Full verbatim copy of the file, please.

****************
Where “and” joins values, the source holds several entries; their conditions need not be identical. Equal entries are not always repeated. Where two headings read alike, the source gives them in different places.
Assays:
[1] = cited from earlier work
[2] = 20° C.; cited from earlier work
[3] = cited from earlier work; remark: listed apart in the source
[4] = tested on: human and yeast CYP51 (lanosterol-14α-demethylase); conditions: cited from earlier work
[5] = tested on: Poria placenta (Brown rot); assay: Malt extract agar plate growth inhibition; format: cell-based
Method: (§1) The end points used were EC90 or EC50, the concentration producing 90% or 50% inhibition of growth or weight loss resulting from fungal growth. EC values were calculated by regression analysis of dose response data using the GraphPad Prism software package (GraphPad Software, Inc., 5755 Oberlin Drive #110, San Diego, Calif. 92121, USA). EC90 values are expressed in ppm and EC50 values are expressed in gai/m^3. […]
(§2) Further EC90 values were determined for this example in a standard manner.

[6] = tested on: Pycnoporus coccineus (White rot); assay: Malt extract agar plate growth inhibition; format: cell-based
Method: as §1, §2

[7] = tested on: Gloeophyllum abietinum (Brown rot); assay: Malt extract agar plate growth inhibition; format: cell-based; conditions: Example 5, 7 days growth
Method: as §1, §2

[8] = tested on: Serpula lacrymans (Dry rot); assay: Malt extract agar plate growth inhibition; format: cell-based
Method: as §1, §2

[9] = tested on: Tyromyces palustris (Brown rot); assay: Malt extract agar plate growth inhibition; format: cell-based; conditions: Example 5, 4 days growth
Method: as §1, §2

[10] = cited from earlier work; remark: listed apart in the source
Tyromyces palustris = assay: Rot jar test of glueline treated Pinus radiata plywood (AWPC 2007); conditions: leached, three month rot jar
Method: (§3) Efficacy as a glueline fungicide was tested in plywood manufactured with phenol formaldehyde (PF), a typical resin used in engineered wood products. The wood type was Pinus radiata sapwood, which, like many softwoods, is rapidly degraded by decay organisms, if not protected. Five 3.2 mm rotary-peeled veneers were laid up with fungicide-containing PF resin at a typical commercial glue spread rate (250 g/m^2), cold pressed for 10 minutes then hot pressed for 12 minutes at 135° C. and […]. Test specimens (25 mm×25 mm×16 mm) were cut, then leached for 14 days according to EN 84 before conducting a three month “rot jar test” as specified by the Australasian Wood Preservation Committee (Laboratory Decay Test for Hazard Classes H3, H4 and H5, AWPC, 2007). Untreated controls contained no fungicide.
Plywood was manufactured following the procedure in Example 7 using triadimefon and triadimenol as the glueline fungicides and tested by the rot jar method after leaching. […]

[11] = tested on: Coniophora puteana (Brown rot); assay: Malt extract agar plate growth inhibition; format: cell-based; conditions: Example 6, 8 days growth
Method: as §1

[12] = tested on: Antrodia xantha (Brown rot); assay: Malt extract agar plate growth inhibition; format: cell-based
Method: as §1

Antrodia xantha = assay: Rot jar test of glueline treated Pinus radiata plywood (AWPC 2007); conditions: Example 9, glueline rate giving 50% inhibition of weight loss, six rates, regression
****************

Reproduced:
Where “and” joins values, the source holds several entries; their conditions need not be identical. Equal entries are not always repeated. Where two headings read alike, the source gives them in different places.
Assays:
[1] = cited from earlier work
[2] = 20° C.; cited from earlier work
[3] = cited from earlier work; remark: listed apart in the source
[4] = tested on: human and yeast CYP51 (lanosterol-14α-demethylase); conditions: cited from earlier work
[5] = tested on: Poria placenta (Brown rot); assay: Malt extract agar plate growth inhibition; format: cell-based
Method: (§1) The end points used were EC90 or EC50, the concentration producing 90% or 50% inhibition of growth or weight loss resulting from fungal growth. EC values were calculated by regression analysis of dose response data using the GraphPad Prism software package (GraphPad Software, Inc., 5755 Oberlin Drive #110, San Diego, Calif. 92121, USA). EC90 values are expressed in ppm and EC50 values are expressed in gai/m^3. […]
(§2) Further EC90 values were determined for this example in a standard manner.

[6] = tested on: Pycnoporus coccineus (White rot); assay: Malt extract agar plate growth inhibition; format: cell-based
Method: as §1, §2

[7] = tested on: Gloeophyllum abietinum (Brown rot); assay: Malt extract agar plate growth inhibition; format: cell-based; conditions: Example 5, 7 days growth
Method: as §1, §2

[8] = tested on: Serpula lacrymans (Dry rot); assay: Malt extract agar plate growth inhibition; format: cell-based
Method: as §1, §2

[9] = tested on: Tyromyces palustris (Brown rot); assay: Malt extract agar plate growth inhibition; format: cell-based; conditions: Example 5, 4 days growth
Method: as §1, §2

[10] = cited from earlier work; remark: listed apart in the source
Tyromyces palustris = assay: Rot jar test of glueline treated Pinus radiata plywood (AWPC 2007); conditions: leached, three month rot jar
Method: (§3) Efficacy as a glueline fungicide was tested in plywood manufactured with phenol formaldehyde (PF), a typical resin used in engineered wood products. The wood type was Pinus radiata sapwood, which, like many softwoods, is rapidly degraded by decay organisms, if not protected. Five 3.2 mm rotary-peeled veneers were laid up with fungicide-containing PF resin at a typical commercial glue spread rate (250 g/m^2), cold pressed for 10 minutes then hot pressed for 12 minutes at 135° C. and […]. Test specimens (25 mm×25 mm×16 mm) were cut, then leached for 14 days according to EN 84 before conducting a three month “rot jar test” as specified by the Australasian Wood Preservation Committee (Laboratory Decay Test for Hazard Classes H3, H4 and H5, AWPC, 2007). Untreated controls contained no fungicide.
Plywood was manufactured following the procedure in Example 7 using triadimefon and triadimenol as the glueline fungicides and tested by the rot jar method after leaching. […]

[11] = tested on: Coniophora puteana (Brown rot); assay: Malt extract agar plate growth inhibition; format: cell-based; conditions: Example 6, 8 days growth
Method: as §1

[12] = tested on: Antrodia xantha (Brown rot); assay: Malt extract agar plate growth inhibition; format: cell-based
Method: as §1

Antrodia xantha = assay: Rot jar test of glueline treated Pinus radiata plywood (AWPC 2007); conditions: Example 9, glueline rate giving 50% inhibition of weight loss, six rates, regression